The city government of Toronto spent more than $350,000 to blockade unlicensed cannabis shops with slabs of concrete last summer, according to a city official. Senior communications adviser Alex Burke said that a total of $361,459.49 was spent to install and then reinstall large concrete blocks that barred entry to four Cannabis and Fine Edibles (CAFE) shops that were operating without licenses.

The amount spent includes labor to install the concrete blocks and pay city engineers and security staff. The total was not paid by city funds, according to Burke, who wrote in an email to local media that “the city has received monies from the provincial government to support the establishment and implementation of an enforcement strategy for cannabis in the city of Toronto.”

To serve its population of nearly 3 million people, Toronto has only six licensed cannabis retailers, according to information from the Alcohol and Gaming Commission of Ontario, which is tasked with regulating commercial cannabis in the province. Eleven more shops have been proposed and are waiting for licenses to be approved.

In July, workers from the city’s Department of Municipal Licensing and Standards (MLS) installed the concrete blocks in front of the four CAFE shops, which city officials said were specifically targeted because the owners were repeat offenders believed to be raking in “millions of dollars” in illicit cannabis sales.

Concrete Barricades Thwarted

One of those stores, however, was only closed for a matter of hours. After the concrete blocks were moved aside overnight, cannabis sales resumed at the shop. City workers returned the next day and installed the concrete blocks a second time. The concrete blocks in front of the other CAFE locations were also moved on several occasions to allow the shops to reopen and then reinstalled by the city.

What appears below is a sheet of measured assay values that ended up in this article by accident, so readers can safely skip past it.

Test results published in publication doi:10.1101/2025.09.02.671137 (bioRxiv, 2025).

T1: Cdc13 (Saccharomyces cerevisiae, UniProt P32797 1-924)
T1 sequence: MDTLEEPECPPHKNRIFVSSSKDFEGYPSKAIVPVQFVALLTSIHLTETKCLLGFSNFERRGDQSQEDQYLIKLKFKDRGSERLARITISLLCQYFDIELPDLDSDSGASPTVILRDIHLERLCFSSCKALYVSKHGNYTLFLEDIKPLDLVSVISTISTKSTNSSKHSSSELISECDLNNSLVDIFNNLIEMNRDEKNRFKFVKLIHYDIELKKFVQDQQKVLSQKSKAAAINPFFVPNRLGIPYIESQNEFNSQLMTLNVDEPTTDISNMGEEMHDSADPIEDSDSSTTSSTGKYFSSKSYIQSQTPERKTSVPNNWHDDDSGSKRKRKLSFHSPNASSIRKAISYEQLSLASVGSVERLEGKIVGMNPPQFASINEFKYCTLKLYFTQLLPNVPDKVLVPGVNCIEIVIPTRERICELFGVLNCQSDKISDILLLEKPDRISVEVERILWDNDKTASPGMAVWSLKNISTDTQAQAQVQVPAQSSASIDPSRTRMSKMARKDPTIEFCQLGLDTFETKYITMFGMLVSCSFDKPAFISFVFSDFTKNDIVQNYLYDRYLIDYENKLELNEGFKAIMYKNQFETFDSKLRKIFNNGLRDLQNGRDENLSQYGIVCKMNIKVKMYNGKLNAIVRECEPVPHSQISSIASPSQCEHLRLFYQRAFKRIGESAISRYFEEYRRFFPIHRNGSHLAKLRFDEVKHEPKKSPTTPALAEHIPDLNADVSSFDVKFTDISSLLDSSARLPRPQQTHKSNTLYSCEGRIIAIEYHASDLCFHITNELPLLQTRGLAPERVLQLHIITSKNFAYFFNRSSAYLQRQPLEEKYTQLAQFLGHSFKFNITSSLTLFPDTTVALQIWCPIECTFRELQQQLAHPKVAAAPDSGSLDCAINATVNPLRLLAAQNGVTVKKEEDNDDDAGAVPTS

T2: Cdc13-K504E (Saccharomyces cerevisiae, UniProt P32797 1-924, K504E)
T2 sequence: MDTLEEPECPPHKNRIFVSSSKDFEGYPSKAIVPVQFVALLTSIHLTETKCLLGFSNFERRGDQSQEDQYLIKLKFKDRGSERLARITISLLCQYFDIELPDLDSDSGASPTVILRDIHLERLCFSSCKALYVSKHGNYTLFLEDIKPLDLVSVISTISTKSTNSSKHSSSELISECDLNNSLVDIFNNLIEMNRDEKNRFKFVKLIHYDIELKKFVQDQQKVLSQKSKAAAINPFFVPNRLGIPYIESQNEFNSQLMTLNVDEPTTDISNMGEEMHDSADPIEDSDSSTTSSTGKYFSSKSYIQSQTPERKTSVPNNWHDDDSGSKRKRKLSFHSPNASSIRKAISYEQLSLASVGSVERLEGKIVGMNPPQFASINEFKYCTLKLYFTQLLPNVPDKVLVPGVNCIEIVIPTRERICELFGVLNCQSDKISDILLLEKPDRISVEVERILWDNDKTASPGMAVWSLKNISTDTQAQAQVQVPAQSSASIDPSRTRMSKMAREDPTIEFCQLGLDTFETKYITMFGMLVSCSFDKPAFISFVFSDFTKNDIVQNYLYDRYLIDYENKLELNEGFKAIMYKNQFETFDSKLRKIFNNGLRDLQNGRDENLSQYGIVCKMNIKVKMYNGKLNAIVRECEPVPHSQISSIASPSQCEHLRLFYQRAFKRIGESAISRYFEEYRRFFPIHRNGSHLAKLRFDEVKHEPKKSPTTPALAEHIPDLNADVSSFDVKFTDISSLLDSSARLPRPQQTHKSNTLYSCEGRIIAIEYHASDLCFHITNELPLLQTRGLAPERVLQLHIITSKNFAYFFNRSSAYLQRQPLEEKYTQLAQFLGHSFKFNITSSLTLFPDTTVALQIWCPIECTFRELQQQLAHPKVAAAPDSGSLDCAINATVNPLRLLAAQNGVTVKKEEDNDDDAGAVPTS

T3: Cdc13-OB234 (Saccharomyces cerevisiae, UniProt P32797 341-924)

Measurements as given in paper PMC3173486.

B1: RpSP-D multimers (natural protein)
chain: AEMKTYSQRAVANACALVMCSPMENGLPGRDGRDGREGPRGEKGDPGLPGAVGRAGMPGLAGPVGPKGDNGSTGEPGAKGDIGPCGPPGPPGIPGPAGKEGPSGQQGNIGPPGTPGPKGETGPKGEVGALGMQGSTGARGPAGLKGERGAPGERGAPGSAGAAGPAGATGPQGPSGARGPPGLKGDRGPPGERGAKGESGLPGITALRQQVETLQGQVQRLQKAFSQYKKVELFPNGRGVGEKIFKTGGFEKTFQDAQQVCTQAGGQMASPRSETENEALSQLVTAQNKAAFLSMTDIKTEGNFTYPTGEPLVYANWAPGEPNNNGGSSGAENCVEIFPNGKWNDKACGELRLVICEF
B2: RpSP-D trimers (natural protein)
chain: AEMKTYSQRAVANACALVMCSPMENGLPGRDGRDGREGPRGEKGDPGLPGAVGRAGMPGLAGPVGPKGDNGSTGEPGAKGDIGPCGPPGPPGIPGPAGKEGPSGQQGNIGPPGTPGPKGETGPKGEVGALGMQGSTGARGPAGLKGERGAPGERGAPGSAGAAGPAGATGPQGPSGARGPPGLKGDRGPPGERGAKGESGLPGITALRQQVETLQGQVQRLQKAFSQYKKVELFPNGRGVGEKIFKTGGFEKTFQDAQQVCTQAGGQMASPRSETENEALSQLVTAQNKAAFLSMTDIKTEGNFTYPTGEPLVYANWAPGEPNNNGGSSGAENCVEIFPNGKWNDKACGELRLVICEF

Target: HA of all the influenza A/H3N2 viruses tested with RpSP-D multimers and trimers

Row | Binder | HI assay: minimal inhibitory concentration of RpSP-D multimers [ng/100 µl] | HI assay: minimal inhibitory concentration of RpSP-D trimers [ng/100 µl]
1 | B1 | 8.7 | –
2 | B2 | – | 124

At times, people could be seen outside the barricaded CAFE shops openly selling cannabis in public. Police eventually conducted raids on the shops and 17 people, including a 16-year-old boy, were arrested and charged with offenses including unlawful sale and distribution of cannabis, and unlawful possession of criminal proceeds.

David Shuang, a spokesperson for CAFE, said in September that there is nothing preventing the company from operating as an independently regulated retailer and disputed the charges. But action against the chain continues, with warrants executed last week by the city’s cannabis enforcement unit at three locations. Burke said that new charges have been filed in those cases.

“MLS are still enforcing the (Cannabis Control Act),” she said. “All property owners and operators have been charged and are before the courts waiting disposition.”

However, as of Friday, all four CAFE shops were still open for business and people could be seen entering and exiting the shops.

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